Portrait of Beauty and her husband at home. Photo by Melanie Wenger/COSMOS

    “When I met Charles six years ago, I told him I was living with HIV and had three children, but he still wanted to marry me. We desperately wanted to have a child together.

    Seven years ago, I lost my older sister to cervical cancer, and was worried it might happen to me as well. We only found out that she had cancer when it was too late and she had come home to die.

    In September 2015, I had pain in my abdomen. I heard from a friend about the screening at Gutu rural hospital, so I went. The test results showed I had lesions that couldn’t be treated at the local clinic. MSF took me to Newlands clinic in Harare and paid for the procedure. The nurses told me the results, which recommended that I have my uterus removed, but I found out I was pregnant.

    We both wanted [a child], but my husband was torn because he didn’t want to lose me. Throughout my pregnancy I had regular check-ups, and the doctor booked me for an elective Caesarean to prevent any risks.

    Our baby is two weeks old now and we are both so happy. I’ve been advised to have another test for cervical cancer six weeks after my delivery. Now that we have a child, I’m fine with any course of treatment, even a hysterectomy.

    My strong message is that every woman should get screened, there’s no shame in it. I would have stayed in the dark if I hadn’t been screened.”

    —Beauty, 36, Gutu, Zimbabwe, March 2017

    “It wasn’t an easy decision, but we decided to have the baby, knowing the risks. I was still very worried. The nursing staff were very surprised that I went with her every time, and said we were a very loving couple. Men should encourage each and every program that is supportive of women’s health. We benefit from these programs, too, because they save the lives of our families.”

    —Charles, Gutu, Zimbabwe, March 2017

    Read more about MSF’s cervical cancer prevention project in Zimbabwe.

      #tomorrowneedsher #womenshealth Because Tomorrow Needs Her focuses on some of the impediments to women’s health, exposing injustices that disproportionately affect women and girls around the world.

    Is the Global Gag Rule Truly Pro-Life?

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    Is the Global Gag Rule Truly Pro-Life?
    By Aerlyn Pfeil
    Midwife and member of the MSF-USA board of directors

    I remember coaching a young woman as she pushed her first baby out of her womb following nine months of nightmares. She had been raped and abortion was restricted in Papua New Guinea. At eight weeks of pregnancy, she had arrived at a Doctors Without Borders/Médecins Sans Frontières (MSF) clinic, shaking, fearful, and sobbing, asking if I could help.

    We discussed her fears, her desires for the future, and the physical, emotional, and legal risks of terminating her pregnancy, as well as the risks of continuing it. Ultimately it wasn’t safe for her to have an abortion. But it was extremely important for her emotional well-being and her capacity to mother her yet-to-be-born child that she receive informed, unbiased, and comprehensive care.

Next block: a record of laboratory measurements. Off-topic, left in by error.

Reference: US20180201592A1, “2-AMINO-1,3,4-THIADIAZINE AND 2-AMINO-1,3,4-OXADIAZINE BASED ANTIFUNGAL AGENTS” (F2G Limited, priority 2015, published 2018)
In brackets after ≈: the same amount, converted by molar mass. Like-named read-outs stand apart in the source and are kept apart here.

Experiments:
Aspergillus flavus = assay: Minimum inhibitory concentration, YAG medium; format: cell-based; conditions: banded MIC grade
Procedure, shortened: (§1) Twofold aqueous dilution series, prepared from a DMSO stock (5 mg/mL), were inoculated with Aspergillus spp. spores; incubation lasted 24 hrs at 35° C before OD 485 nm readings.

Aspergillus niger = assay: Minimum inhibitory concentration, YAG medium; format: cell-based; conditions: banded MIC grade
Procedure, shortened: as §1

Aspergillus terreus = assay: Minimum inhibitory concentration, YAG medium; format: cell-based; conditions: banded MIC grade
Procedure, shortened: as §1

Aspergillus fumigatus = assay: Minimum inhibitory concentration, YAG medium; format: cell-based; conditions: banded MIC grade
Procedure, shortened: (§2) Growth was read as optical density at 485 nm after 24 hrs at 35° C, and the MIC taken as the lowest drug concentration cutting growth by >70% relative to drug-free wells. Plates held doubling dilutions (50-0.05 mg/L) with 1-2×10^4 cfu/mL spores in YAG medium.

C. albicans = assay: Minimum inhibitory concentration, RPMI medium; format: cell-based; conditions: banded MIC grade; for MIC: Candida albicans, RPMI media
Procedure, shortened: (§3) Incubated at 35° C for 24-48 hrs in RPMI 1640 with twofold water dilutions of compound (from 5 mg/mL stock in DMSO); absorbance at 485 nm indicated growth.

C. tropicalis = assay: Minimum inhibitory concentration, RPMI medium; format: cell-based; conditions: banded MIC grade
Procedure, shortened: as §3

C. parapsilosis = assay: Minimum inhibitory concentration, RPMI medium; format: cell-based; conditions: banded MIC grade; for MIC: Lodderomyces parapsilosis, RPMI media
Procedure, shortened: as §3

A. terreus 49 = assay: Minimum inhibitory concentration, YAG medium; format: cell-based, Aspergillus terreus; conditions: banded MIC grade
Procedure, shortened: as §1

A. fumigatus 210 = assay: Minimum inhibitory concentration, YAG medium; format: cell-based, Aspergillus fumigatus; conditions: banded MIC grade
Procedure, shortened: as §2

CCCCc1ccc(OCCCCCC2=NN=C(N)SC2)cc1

The Mexico City Policy, also known as the Global Gag Rule (GGR), will prevent midwives all over the world from providing these vital services.

    The GGR is a United States government executive order prohibiting non-governmental organizations (NGOs) that receive U.S. government funding from providing or discussing with patients the option of safe termination of pregnancy. While the U.S. has not allowed government funding for most abortion services overseas since the 1973 Helms Amendment, this executive order further restricts women’s ability to receive complete reproductive care by withholding all funding if abortion is even mentioned during patient consultations. That means no patient counseling, no public education, and no referrals related to safe abortion services.

    MSF does not receive any U.S. government funding, so we’re protected from the GGR, but we are the exception. I am fearful of the far-reaching negative impact the GGR will have on women’s health worldwide.

    I’m going to be upfront: discussing abortion has never been easy for me. I’ve seen that when it comes to our moral convictions, evidence does little to sway people one way or another. But I’d like to share, anyway.

    Since I started attending births in 2001, I’ve provided informed care to thousands of women, regardless of my faith or personal convictions. I have witnessed girls become mothers. I have held slippery newborns as they take their first breath, and, in some cases, their only breath.

    I have witnessed time and time again the strength and suffering of women. I’d like to believe my experience makes me actively, acutely, truly, pro-life. I also believe women have the right to make informed decisions about their reproductive health, about their bodies and families. Being a midwife means I am with and for women and yes, sometimes that means I terminate a pregnancy.

    The GGR is not saving lives; it plays politics with women’s lives.

    If we are against abortion in any and all cases and believe every pregnancy should be continued, regardless of the circumstances, the GGR seems to make sense. Yet, like life, the policy isn’t black and white. The GGR will actually hurt women and their children. In short, it will force NGOs to choose.